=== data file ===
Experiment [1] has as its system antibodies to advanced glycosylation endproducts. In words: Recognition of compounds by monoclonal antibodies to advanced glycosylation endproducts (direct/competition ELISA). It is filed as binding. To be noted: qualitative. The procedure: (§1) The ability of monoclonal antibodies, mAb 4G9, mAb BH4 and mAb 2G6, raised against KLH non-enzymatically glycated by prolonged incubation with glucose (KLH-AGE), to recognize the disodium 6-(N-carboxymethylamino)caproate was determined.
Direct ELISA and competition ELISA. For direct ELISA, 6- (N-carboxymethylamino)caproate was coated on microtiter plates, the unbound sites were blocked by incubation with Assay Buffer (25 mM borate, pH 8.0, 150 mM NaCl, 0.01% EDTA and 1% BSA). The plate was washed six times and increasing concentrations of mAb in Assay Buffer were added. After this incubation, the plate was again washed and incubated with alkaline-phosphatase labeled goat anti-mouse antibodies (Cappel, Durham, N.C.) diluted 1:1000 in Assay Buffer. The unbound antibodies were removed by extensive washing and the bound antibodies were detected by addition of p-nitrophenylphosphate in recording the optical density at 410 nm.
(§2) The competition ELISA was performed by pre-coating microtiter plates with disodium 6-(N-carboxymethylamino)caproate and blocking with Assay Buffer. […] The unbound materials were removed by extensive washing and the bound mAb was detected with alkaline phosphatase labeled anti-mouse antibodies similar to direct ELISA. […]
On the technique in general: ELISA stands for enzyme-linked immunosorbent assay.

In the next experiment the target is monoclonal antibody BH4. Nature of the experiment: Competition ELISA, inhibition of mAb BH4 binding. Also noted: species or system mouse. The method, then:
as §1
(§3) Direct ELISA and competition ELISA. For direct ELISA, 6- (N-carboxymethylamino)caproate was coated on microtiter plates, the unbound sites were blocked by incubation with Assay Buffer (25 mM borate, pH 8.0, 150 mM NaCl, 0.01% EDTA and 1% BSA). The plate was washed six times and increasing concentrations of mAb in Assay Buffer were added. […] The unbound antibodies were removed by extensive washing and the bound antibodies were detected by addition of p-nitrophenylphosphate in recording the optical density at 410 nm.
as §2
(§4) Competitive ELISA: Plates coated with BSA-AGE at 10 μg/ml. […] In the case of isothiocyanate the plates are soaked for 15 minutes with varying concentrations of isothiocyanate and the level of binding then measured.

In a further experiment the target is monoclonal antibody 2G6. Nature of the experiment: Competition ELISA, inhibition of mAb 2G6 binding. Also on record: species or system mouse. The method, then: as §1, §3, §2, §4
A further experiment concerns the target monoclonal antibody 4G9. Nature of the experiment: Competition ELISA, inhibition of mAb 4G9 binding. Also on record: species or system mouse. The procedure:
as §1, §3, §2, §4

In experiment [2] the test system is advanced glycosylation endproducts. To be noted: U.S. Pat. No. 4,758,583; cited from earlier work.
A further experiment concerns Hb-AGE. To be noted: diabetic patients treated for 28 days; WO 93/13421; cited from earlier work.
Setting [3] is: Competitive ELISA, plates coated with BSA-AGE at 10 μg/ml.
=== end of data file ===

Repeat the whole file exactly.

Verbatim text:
Experiment [1] has as its system antibodies to advanced glycosylation endproducts. In words: Recognition of compounds by monoclonal antibodies to advanced glycosylation endproducts (direct/competition ELISA). It is filed as binding. To be noted: qualitative. The procedure: (§1) The ability of monoclonal antibodies, mAb 4G9, mAb BH4 and mAb 2G6, raised against KLH non-enzymatically glycated by prolonged incubation with glucose (KLH-AGE), to recognize the disodium 6-(N-carboxymethylamino)caproate was determined.
Direct ELISA and competition ELISA. For direct ELISA, 6- (N-carboxymethylamino)caproate was coated on microtiter plates, the unbound sites were blocked by incubation with Assay Buffer (25 mM borate, pH 8.0, 150 mM NaCl, 0.01% EDTA and 1% BSA). The plate was washed six times and increasing concentrations of mAb in Assay Buffer were added. After this incubation, the plate was again washed and incubated with alkaline-phosphatase labeled goat anti-mouse antibodies (Cappel, Durham, N.C.) diluted 1:1000 in Assay Buffer. The unbound antibodies were removed by extensive washing and the bound antibodies were detected by addition of p-nitrophenylphosphate in recording the optical density at 410 nm.
(§2) The competition ELISA was performed by pre-coating microtiter plates with disodium 6-(N-carboxymethylamino)caproate and blocking with Assay Buffer. […] The unbound materials were removed by extensive washing and the bound mAb was detected with alkaline phosphatase labeled anti-mouse antibodies similar to direct ELISA. […]
On the technique in general: ELISA stands for enzyme-linked immunosorbent assay.

In the next experiment the target is monoclonal antibody BH4. Nature of the experiment: Competition ELISA, inhibition of mAb BH4 binding. Also noted: species or system mouse. The method, then:
as §1
(§3) Direct ELISA and competition ELISA. For direct ELISA, 6- (N-carboxymethylamino)caproate was coated on microtiter plates, the unbound sites were blocked by incubation with Assay Buffer (25 mM borate, pH 8.0, 150 mM NaCl, 0.01% EDTA and 1% BSA). The plate was washed six times and increasing concentrations of mAb in Assay Buffer were added. […] The unbound antibodies were removed by extensive washing and the bound antibodies were detected by addition of p-nitrophenylphosphate in recording the optical density at 410 nm.
as §2
(§4) Competitive ELISA: Plates coated with BSA-AGE at 10 μg/ml. […] In the case of isothiocyanate the plates are soaked for 15 minutes with varying concentrations of isothiocyanate and the level of binding then measured.

In a further experiment the target is monoclonal antibody 2G6. Nature of the experiment: Competition ELISA, inhibition of mAb 2G6 binding. Also on record: species or system mouse. The method, then: as §1, §3, §2, §4
A further experiment concerns the target monoclonal antibody 4G9. Nature of the experiment: Competition ELISA, inhibition of mAb 4G9 binding. Also on record: species or system mouse. The procedure:
as §1, §3, §2, §4

In experiment [2] the test system is advanced glycosylation endproducts. To be noted: U.S. Pat. No. 4,758,583; cited from earlier work.
A further experiment concerns Hb-AGE. To be noted: diabetic patients treated for 28 days; WO 93/13421; cited from earlier work.
Setting [3] is: Competitive ELISA, plates coated with BSA-AGE at 10 μg/ml.